Jerold Mackenzie v. Miller BrewingSummer 1997
The recent $26 million jury verdict in favor of Miller Brewing Company's former executive, Jerold Mackenzie, has generated a great deal of media attention, as well as confusion. It is our hope that this letter will answer some frequently asked questions concerning this case and its implications for you as a Wisconsin employer.
As you may have read, Mr. Mackenzie sued Miller Brewing Company for, among other things, fraud in connection with conduct by Miller which culminated in a decision to terminate his employment. The termination decision was allegedly prompted by an employee complaint concerning sexually offensive conduct. The facts presented to the jury suggested that Miller had been less than totally forthcoming to Mr. Mackenzie concerning his employment status before this incident and that Miller may have acted prematurely in terminating his employment. In any event, the jury returned a verdict against Miller and the female employee who had complained of his conduct.
We regard this case as an unusual one. It is very likely that this case will be appealed. And there are significant doubts as to whether this judgment will remain intact if appealed.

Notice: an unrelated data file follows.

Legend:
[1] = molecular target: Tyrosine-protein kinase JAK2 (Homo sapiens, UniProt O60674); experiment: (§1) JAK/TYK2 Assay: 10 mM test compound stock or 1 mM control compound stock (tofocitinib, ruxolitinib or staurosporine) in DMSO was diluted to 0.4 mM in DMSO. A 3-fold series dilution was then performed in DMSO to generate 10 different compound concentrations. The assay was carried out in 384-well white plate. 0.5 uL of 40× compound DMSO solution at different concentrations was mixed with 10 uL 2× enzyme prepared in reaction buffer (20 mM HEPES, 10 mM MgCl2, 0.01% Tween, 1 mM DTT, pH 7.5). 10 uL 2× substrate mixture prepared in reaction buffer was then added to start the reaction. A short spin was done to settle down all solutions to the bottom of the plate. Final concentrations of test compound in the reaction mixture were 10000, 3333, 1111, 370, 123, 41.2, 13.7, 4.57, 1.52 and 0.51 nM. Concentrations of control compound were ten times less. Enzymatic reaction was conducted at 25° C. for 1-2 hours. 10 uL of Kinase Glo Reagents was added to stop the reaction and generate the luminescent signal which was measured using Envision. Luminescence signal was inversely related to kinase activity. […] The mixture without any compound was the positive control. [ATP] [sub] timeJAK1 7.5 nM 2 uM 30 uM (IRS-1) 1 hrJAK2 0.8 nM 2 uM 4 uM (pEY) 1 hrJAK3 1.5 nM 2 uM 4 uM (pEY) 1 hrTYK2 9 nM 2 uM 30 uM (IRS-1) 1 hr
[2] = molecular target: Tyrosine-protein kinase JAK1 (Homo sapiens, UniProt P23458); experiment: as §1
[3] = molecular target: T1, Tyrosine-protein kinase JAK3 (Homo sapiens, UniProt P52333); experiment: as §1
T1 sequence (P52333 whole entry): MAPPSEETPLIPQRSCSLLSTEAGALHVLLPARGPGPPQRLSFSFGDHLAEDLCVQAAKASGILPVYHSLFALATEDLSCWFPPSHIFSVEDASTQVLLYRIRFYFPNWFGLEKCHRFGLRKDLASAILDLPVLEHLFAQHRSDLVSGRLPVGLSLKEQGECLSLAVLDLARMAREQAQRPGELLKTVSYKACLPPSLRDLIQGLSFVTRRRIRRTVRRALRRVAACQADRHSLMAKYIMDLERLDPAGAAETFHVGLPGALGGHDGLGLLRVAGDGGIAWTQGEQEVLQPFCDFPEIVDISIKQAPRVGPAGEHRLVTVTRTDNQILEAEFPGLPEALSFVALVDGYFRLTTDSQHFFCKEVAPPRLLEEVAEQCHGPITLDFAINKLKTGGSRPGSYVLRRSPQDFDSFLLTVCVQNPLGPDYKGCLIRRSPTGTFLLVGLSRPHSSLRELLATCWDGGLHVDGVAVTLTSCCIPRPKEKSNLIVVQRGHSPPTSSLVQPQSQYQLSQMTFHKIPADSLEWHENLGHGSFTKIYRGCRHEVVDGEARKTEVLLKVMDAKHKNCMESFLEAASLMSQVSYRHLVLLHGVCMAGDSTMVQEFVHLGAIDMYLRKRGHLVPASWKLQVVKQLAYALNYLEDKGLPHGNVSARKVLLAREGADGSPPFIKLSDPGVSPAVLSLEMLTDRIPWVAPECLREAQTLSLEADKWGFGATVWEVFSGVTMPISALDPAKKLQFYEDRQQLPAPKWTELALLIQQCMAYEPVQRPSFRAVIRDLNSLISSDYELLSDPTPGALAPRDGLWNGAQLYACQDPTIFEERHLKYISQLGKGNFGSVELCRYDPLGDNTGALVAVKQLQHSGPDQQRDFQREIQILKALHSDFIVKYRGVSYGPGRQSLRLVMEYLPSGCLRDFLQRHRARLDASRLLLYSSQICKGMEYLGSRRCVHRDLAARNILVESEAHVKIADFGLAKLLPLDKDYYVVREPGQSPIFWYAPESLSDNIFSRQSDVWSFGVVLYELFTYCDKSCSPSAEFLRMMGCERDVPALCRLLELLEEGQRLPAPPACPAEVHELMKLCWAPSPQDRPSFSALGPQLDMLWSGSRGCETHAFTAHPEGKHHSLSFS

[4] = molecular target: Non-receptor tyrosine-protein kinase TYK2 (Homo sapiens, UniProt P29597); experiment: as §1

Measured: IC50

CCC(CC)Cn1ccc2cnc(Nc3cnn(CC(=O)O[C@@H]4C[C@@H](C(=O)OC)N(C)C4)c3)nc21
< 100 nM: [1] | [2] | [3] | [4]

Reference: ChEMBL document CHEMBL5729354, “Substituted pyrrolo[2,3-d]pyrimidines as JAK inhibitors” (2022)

The following "lessons," however, can be drawn from the Miller case, regardless of its ultimate disposition:
- Employers still must promptly respond to sexual or other harassment complaints and, where such harassment is found to exist, take appropriate action. The Miller decision has not repealed the sexual harassment laws and the legal obligation of employers to provide an atmosphere free from sexual harassment.
- Before an employer takes any action as a result of a harassment complaint, it is essential to perform a thorough and impartial investigation. We encourage you to consult with a member of this Firm prior to undertaking such an investigation because the investigation will have a critical impact on potential employer liability.
- Employer liability risks for employment-related decisions will substantially increase if the employer can be viewed by a jury as "acting unfairly." For example, failing to clearly communicate a demotion decision may be problematic. Likewise, terminating an employee for poor performance has greater risks if performance expectations have not been previously communicated.
- Employees whose employment is adversely affected as a result of a company's investigation of a harassment claim may be encouraged by the Miller verdict. A thorough investigation, accordingly, has even greater importance.
- Employees with harassment claims may be more reluctant to raise such concerns as a result of the Miller decision. We recommend that employers have written harassment policies which invite employee complaints to supervisors, human resource administrators and other appropriate individuals.
Please do not hesitate to contact any of our offices should you wish to discuss the Miller case, issues respecting sexual harassment, or any other matters.